On April 1, 2021, the Supreme Court of Virginia ruled in Plofchan v. Plofchan that the agent under a power of attorney and the trustees of a revocable trust had standing to challenge whether their mother properly revoked the power of attorney and revocable trust.  Paula Plofchan executed a power of attorney naming her son Thomas as her agent and she also made a revocable trust of which she was the initial trustee but later resigned in favor of Thomas and her daughter Elizabeth as trustees.  Paula was diagnosed with Alzheimer’s disease in June of 2014.  Unhappy with how Thomas and Elizabeth were handling her affairs, Paula revoked both the power of attorney and the revocable trust.

Thomas and Elizabeth filed suit against Paula in Fairfax Circuit Court alleging, among other things, that Paula did not have the capacity to revoke the power of attorney and revocable trust, and that Paula, together with two other daughters, had taken steps to prevent the trustees from gaining access to financial accounts owned by the trust.  Thomas and Elizabeth sought injunctive relief to prohibit Paula from dissipating trust assets and interfering with the administration of the trust.  Finally, Thomas and Elizabeth asked the court to allow them to pay their attorney’s fees from the trust.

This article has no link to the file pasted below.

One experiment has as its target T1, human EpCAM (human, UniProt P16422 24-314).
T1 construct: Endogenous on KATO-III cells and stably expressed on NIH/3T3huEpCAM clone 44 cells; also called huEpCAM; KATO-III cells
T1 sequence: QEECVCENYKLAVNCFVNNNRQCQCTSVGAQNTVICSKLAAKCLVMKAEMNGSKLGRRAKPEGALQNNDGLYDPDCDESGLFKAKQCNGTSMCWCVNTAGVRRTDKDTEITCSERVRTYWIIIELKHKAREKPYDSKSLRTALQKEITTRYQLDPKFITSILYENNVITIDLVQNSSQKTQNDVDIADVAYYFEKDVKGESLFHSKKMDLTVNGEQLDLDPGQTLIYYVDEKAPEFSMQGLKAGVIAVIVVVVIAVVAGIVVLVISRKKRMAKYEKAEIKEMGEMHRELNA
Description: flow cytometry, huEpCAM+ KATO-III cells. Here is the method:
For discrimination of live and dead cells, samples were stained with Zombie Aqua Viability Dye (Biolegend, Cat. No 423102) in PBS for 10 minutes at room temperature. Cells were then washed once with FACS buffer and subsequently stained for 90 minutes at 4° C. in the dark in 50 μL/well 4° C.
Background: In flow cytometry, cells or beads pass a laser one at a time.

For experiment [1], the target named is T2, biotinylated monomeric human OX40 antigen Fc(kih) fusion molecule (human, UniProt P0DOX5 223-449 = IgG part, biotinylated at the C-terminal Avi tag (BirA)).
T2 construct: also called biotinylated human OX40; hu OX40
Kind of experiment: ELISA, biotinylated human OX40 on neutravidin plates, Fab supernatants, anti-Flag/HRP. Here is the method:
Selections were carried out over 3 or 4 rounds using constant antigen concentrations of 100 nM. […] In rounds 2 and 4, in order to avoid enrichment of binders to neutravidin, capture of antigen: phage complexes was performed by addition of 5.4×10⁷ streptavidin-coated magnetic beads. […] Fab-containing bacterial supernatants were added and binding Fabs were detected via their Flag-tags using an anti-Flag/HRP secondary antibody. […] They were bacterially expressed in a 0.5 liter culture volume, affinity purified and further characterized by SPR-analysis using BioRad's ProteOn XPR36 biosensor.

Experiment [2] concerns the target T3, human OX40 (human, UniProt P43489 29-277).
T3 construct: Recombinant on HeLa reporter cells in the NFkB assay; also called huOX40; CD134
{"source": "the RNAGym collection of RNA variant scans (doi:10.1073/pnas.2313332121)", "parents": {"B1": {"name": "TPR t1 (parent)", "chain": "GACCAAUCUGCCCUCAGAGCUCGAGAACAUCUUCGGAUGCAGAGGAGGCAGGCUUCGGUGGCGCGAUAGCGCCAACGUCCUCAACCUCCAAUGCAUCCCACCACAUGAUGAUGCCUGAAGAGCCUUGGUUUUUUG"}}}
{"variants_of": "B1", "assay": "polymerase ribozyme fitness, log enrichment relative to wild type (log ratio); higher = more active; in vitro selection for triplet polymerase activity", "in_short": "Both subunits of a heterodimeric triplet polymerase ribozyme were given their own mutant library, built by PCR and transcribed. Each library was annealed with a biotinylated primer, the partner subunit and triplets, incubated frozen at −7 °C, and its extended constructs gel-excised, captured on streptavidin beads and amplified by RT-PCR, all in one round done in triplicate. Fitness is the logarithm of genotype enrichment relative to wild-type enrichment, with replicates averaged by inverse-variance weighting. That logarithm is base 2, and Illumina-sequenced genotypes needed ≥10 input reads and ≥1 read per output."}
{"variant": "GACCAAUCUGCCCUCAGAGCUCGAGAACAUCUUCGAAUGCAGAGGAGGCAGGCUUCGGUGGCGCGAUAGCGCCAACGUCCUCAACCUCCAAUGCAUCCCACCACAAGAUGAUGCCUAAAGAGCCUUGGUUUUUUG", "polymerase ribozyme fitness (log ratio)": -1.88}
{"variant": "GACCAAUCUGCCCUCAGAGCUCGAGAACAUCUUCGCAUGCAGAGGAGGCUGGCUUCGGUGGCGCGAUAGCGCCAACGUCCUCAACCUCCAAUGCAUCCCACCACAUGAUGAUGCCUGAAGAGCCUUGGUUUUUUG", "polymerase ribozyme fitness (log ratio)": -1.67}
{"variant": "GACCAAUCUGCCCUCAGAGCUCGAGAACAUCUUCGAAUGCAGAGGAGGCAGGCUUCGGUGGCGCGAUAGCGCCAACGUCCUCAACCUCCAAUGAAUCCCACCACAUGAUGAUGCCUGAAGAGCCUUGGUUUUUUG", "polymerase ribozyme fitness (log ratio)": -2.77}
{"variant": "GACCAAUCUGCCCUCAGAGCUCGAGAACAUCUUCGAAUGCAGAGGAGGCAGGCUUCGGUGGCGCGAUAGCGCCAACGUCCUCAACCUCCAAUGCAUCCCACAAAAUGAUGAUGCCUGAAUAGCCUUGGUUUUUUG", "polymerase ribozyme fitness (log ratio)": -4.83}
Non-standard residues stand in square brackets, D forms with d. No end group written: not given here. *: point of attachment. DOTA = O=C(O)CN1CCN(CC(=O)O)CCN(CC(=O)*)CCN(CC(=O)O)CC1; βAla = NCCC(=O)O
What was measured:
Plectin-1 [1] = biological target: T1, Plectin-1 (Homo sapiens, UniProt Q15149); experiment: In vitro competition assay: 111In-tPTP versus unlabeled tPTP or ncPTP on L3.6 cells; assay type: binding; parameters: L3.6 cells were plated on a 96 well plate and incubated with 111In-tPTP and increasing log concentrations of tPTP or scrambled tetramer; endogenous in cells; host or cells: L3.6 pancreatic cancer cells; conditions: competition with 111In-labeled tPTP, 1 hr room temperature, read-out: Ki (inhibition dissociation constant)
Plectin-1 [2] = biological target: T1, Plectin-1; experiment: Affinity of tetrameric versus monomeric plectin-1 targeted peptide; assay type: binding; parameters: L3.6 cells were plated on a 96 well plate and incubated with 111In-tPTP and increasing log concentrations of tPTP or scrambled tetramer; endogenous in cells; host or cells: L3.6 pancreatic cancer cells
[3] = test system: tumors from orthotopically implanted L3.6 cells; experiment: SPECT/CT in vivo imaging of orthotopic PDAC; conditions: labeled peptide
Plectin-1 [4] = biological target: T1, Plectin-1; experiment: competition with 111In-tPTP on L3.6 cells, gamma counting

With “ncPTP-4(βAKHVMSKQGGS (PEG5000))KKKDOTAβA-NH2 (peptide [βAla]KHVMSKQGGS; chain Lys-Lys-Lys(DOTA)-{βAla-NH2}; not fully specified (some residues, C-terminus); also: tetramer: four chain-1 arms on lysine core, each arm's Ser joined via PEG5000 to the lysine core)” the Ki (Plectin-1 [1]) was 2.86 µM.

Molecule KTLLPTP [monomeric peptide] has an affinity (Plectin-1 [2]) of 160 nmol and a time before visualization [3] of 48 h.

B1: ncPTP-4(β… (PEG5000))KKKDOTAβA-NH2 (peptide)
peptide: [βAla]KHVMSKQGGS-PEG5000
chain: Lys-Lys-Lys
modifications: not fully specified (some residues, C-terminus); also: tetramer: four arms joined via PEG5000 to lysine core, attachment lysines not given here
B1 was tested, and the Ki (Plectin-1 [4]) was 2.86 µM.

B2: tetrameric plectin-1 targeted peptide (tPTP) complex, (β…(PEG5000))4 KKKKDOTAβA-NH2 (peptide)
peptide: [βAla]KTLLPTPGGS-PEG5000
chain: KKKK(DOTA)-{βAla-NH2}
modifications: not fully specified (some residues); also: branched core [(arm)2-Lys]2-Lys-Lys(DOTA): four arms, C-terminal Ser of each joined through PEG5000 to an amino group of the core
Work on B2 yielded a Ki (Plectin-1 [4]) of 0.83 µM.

Paula argued that she properly revoked the trust and the power of attorney prior to the suit filed by Thomas and Elizabeth and, as such, they lacked standing to sue as trustees of the trust or as agent under the power of attorney.  She further claimed that Thomas and Elizabeth could not use trust assets to pay their legal fees because she revoked the trust before those fees were incurred.

The Fairfax Circuit Court ruled against Thomas and Elizabeth, but the Supreme Court of Virginia reversed, holding that because Paula presented no evidence in support of her motion to dismiss the lawsuit, the Court was required to accept the allegations of the complaint as true – specifically that Thomas and Elizabeth were still trustees of the trust and that Thomas was agent under the power of attorney.


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